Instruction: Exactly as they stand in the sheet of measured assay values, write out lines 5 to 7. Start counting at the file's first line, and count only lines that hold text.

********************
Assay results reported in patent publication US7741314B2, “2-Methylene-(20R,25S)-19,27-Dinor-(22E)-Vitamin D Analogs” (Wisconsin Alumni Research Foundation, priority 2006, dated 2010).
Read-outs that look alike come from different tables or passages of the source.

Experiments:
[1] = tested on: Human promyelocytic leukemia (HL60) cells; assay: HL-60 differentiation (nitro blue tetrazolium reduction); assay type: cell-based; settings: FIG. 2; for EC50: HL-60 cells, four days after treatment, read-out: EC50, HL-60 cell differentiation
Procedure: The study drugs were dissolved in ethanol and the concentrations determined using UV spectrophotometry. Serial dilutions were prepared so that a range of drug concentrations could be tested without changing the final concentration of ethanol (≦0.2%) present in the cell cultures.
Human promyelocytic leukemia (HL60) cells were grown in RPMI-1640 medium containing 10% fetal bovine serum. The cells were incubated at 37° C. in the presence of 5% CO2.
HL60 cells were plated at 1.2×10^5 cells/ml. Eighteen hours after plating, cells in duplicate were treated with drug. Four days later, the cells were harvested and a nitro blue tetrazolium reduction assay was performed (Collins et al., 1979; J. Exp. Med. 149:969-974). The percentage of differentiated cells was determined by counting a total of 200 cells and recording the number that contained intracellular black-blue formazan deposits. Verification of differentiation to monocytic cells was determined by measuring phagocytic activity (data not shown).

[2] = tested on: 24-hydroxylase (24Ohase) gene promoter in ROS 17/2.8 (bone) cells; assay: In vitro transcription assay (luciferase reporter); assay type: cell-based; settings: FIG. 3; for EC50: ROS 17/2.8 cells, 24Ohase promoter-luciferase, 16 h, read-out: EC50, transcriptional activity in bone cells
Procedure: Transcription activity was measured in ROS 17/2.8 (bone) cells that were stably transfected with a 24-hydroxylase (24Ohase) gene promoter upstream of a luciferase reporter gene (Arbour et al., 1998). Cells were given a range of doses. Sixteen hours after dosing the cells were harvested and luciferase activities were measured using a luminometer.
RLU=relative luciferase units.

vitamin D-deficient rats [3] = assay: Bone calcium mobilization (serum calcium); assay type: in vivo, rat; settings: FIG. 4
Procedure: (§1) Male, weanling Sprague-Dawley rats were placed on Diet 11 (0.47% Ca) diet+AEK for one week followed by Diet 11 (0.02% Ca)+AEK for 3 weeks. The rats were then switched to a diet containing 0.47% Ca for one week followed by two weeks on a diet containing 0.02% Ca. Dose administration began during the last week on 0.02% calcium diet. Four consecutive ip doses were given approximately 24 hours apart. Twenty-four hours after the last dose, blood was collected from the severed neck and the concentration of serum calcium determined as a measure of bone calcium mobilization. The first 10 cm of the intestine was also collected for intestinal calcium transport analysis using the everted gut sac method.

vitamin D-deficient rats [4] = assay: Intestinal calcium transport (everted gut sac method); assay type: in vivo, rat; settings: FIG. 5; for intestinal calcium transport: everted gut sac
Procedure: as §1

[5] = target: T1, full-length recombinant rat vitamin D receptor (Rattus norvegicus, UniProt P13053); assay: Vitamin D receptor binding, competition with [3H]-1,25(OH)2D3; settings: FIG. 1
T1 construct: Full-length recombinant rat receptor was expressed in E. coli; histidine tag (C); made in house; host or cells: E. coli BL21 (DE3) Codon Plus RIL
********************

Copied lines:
Procedure: The study drugs were dissolved in ethanol and the concentrations determined using UV spectrophotometry. Serial dilutions were prepared so that a range of drug concentrations could be tested without changing the final concentration of ethanol (≦0.2%) present in the cell cultures.
Human promyelocytic leukemia (HL60) cells were grown in RPMI-1640 medium containing 10% fetal bovine serum. The cells were incubated at 37° C. in the presence of 5% CO2.
HL60 cells were plated at 1.2×10^5 cells/ml. Eighteen hours after plating, cells in duplicate were treated with drug. Four days later, the cells were harvested and a nitro blue tetrazolium reduction assay was performed (Collins et al., 1979; J. Exp. Med. 149:969-974). The percentage of differentiated cells was determined by counting a total of 200 cells and recording the number that contained intracellular black-blue formazan deposits. Verification of differentiation to monocytic cells was determined by measuring phagocytic activity (data not shown).